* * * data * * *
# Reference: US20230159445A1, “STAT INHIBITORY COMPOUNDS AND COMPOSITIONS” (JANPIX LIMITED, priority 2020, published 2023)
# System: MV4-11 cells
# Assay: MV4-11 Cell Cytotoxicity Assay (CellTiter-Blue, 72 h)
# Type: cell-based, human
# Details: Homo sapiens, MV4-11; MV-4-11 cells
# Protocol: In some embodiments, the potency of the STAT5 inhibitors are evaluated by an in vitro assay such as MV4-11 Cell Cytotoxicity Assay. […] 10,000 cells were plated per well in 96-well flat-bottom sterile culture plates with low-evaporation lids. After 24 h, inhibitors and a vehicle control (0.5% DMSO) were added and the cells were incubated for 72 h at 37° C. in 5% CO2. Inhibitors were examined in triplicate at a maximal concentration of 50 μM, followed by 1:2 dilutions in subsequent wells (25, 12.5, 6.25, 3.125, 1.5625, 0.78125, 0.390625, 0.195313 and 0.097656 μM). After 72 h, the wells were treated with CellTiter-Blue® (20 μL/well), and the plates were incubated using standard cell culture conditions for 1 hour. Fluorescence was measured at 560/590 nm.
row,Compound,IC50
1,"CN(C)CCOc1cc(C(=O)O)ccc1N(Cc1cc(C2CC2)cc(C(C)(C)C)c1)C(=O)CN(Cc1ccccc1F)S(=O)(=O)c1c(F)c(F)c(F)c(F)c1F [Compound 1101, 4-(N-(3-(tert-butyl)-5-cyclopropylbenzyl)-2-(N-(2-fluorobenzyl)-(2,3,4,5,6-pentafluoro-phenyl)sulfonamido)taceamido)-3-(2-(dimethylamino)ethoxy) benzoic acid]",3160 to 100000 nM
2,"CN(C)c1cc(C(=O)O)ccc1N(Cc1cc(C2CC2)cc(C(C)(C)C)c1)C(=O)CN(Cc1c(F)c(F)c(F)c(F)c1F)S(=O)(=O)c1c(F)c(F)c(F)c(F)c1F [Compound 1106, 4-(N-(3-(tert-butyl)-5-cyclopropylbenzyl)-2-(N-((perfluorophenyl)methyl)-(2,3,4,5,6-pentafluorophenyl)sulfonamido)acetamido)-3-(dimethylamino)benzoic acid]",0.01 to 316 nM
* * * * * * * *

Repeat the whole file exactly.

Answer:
# Reference: US20230159445A1, “STAT INHIBITORY COMPOUNDS AND COMPOSITIONS” (JANPIX LIMITED, priority 2020, published 2023)
# System: MV4-11 cells
# Assay: MV4-11 Cell Cytotoxicity Assay (CellTiter-Blue, 72 h)
# Type: cell-based, human
# Details: Homo sapiens, MV4-11; MV-4-11 cells
# Protocol: In some embodiments, the potency of the STAT5 inhibitors are evaluated by an in vitro assay such as MV4-11 Cell Cytotoxicity Assay. […] 10,000 cells were plated per well in 96-well flat-bottom sterile culture plates with low-evaporation lids. After 24 h, inhibitors and a vehicle control (0.5% DMSO) were added and the cells were incubated for 72 h at 37° C. in 5% CO2. Inhibitors were examined in triplicate at a maximal concentration of 50 μM, followed by 1:2 dilutions in subsequent wells (25, 12.5, 6.25, 3.125, 1.5625, 0.78125, 0.390625, 0.195313 and 0.097656 μM). After 72 h, the wells were treated with CellTiter-Blue® (20 μL/well), and the plates were incubated using standard cell culture conditions for 1 hour. Fluorescence was measured at 560/590 nm.
row,Compound,IC50
1,"CN(C)CCOc1cc(C(=O)O)ccc1N(Cc1cc(C2CC2)cc(C(C)(C)C)c1)C(=O)CN(Cc1ccccc1F)S(=O)(=O)c1c(F)c(F)c(F)c(F)c1F [Compound 1101, 4-(N-(3-(tert-butyl)-5-cyclopropylbenzyl)-2-(N-(2-fluorobenzyl)-(2,3,4,5,6-pentafluoro-phenyl)sulfonamido)taceamido)-3-(2-(dimethylamino)ethoxy) benzoic acid]",3160 to 100000 nM
2,"CN(C)c1cc(C(=O)O)ccc1N(Cc1cc(C2CC2)cc(C(C)(C)C)c1)C(=O)CN(Cc1c(F)c(F)c(F)c(F)c1F)S(=O)(=O)c1c(F)c(F)c(F)c(F)c1F [Compound 1106, 4-(N-(3-(tert-butyl)-5-cyclopropylbenzyl)-2-(N-((perfluorophenyl)methyl)-(2,3,4,5,6-pentafluorophenyl)sulfonamido)acetamido)-3-(dimethylamino)benzoic acid]",0.01 to 316 nM